Capital is not profiteering because profiteering is compelled by constantly diminishing value in capital, to preserve the value of investment. All production in capitalism is in this sense profit-driven, but not because profit is the goal or the ends of production, but rather because profit is the means by which capital preserves its value. Workers have an interest in the profitability of the capital that employs them, to preserve social investment in their work.

Marxism thus considered capitalism to be a general social compulsion to produce and preserve value in the form of capital to which all — everyone — in society are subject. In this sense, everyone in capitalism is a capital-ist, namely a follower of capital.

And capital does not mean money; rather, as we already call it, “human capital,” labor itself is a form of capital, and is of course the most important form of capital: Marx called it “variable” as well as “circulating capital.”

Crises of value in capital characteristically result — as in the recent Great Recession — in the twin phenomena of superfluous labor and superfluous money: money that cannot find investment as capital; and labor that cannot find employment in social production. This results in the destruction of existing concrete forms of production — the destruction of the concrete manifestations of capital — which means the depreciation of money and the unemployment, starving and perishing of the workers, the idling of machines and factories, the bankruptcy and dissolution of firms, etc.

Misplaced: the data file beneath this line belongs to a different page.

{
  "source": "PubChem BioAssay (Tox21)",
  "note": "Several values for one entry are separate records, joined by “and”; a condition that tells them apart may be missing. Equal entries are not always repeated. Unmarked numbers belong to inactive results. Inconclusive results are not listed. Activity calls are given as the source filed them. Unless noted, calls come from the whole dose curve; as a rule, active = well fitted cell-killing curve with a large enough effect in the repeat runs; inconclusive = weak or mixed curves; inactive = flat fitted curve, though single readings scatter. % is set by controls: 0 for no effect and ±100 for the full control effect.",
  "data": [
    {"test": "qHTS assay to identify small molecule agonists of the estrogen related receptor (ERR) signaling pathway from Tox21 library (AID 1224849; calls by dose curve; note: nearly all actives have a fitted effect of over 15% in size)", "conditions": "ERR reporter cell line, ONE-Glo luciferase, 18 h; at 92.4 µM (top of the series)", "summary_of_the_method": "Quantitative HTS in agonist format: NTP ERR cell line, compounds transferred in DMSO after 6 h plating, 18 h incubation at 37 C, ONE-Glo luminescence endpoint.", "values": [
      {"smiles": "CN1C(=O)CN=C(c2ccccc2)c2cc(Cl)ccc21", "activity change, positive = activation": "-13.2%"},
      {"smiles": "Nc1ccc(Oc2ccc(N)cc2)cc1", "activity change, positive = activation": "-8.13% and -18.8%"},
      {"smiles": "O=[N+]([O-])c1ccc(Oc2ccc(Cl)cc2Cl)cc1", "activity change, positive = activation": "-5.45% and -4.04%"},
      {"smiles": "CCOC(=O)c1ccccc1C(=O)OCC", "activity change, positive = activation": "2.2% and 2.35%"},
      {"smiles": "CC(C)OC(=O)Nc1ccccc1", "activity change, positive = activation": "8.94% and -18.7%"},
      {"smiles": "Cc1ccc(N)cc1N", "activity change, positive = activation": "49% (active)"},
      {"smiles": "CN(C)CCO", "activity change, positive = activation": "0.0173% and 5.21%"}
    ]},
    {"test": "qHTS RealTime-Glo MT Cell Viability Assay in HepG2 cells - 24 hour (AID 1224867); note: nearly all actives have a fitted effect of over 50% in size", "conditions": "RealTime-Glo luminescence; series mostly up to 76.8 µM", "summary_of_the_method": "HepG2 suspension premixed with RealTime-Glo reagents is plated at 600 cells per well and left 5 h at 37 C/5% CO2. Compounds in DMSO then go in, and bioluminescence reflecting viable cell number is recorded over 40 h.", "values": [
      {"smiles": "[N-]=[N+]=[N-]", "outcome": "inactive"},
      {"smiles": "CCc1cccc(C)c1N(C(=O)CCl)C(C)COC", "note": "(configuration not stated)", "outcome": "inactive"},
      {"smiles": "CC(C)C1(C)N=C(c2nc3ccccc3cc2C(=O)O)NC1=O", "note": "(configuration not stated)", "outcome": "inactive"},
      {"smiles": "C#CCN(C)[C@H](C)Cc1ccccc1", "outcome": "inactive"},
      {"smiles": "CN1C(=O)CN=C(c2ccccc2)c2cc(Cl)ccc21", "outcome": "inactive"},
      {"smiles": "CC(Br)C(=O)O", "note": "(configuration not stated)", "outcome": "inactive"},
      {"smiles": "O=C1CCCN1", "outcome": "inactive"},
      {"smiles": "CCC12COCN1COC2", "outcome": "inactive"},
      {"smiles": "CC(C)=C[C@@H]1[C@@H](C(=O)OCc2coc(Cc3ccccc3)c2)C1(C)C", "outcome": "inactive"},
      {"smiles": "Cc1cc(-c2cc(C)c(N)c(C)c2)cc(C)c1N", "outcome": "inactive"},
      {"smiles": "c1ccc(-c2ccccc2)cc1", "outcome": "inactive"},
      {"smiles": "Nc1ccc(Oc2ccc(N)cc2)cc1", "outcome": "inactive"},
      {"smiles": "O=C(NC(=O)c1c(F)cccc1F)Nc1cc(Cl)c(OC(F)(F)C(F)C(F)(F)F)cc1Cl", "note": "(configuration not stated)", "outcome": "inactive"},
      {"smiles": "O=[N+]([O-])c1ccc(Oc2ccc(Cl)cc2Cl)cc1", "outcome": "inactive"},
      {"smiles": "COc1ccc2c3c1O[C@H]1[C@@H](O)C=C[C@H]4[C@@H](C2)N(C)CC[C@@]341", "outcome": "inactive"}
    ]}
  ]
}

All of this is to help explain what Marxism originally meant by capitalism being not a social system, but rather a contradiction of the bourgeois social relations by the industrial forces of production. Bourgeois social relations, for instance private property, meant the social relations of labor — for as we know from the bourgeois revolutionary thinker John Locke, the social rights of property are based in the social rights of labor — namely, the self-ownership of the workers to freely dispose of their labor as a commodity, for instance in the employment contract. For Marxism, industrial production represented the self-contradiction of the social relations of labor.

As Marx and Engels put it in the Communist Manifesto, it was capitalism itself which abolished — undermined and destroyed — private property, not only in the form of capital but also and most importantly in the form of labor: industrial production abolished the value of labor as a commodity. Nonetheless, this constant self-destruction of value was the occasion for its reconstitution and reproduction in different concrete forms after each crisis in value. In short, so long as there were starving workers desperate for employment, the social value of labor would be reconstituted — however, it was subject to self-destruction, restarting the cycle of capital accumulation again.